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Imran Khan ducks indictment as IHC ‘satisfied’ with apology

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ISLAMABAD:

The Islamabad High Court (IHC) on Thursday expressed satisfaction on former prime minister Imran Khan’s apology as the court decided against indicting the Pakistan Tehreek-e-Insaf (PTI) chief in the contempt of court case.

The deposed premier told the court that he was willing to apologise to Additional District and Sessions Judge Zeba Chaudhry for his remarks. The case had been registered against the ex-PM for threatening the judge at a rally last month, for approving PTI leader Shahbaz Gill’s remand.

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A larger bench of five judges headed by IHC Chief Justice (CJ) Athar Minallah presided over the case. The bench also included Justice Mohsin Akhtar Kayani, Justice Mian Gul Hasan Aurangzeb, Justice Tariq Mahmood Jahangiri and Justice Babar Sattar.

“We are, prima facie, satisfied with the apology rendered by the respondent. Let him file an affidavit for consideration of this court before the next date fixed. Let the matter be adjourned to 03-10-2022 for framing of charge against the respondent. The proceedings will be taken up at 02:30pm on the date fixed”, the court’s written order stated.

Read Imran Khan’s political fortunes hinge on top court

The court was initially set to read the charges today. However, Imran’s counsel Hamid Khan repeated his request from the last hearing and the PTI chief was allowed to speak in court.

“Nobody speaks of rule of law apart from me in political rallies,” said Imran, stressing that he had dedicated the past 26 years to the cause.

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“If you want me to go to the female judge and apologise,” he said, “I am prepared to do it.” “What I said was unintentional,” pleaded the PTI chief.

“I assure the court that I will not do something like this in the future,” he said, adding that he was “sorry” for “crossing a red line.”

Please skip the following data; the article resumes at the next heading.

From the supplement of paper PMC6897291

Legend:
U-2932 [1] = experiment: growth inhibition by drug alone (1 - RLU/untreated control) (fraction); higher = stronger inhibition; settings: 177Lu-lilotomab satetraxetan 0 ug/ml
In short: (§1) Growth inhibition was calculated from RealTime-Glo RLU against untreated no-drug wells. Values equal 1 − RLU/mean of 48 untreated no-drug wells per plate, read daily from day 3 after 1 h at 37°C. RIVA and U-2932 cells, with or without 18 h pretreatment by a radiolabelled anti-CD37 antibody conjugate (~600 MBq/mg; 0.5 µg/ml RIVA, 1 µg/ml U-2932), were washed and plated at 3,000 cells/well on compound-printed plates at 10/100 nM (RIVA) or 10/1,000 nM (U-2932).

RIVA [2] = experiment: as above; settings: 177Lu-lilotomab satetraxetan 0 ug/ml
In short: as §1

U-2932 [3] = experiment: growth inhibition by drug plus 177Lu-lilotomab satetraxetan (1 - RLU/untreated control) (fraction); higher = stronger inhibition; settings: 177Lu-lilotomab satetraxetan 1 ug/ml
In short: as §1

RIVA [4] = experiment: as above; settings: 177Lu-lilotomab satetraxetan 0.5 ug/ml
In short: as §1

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Upon this, the court stated that the point had not been to begin a contempt of court case against the PTI head. “The case was under hearing, that is why we began the proceedings against contempt of court,” CJ Minallah added.

“We appreciate it [the apology],” the CJ said, adding ,“What happened should not have occurred”. “For us, [the only concern] is the lower courts,” the judge added as he directed Imran to submit an affidavit regarding the matter in a week.

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Read more SC backs IHC advice, urges PTI to return to parliament

“We are not directing you on what should and should not be said,” he continued. “That we leave up to you.”

However, the court also stated that “if you have recognised your mistake, then the court appreciates it”.

Earlier, the high court had declared both supplementary replies submitted by Imran in the reference to be unsatisfactory and set September 22 as the date to indict him.

On August 20, Imran had passed controversial remarks about the judge for approving his party leader Shahbaz Gill’s physical remand in a sedition case.

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Issuing a circular regarding the code of conduct for the court appearance of the PTI chief, the IHC had stated that a larger bench would hear the case on Thursday (today) at 2:30pm.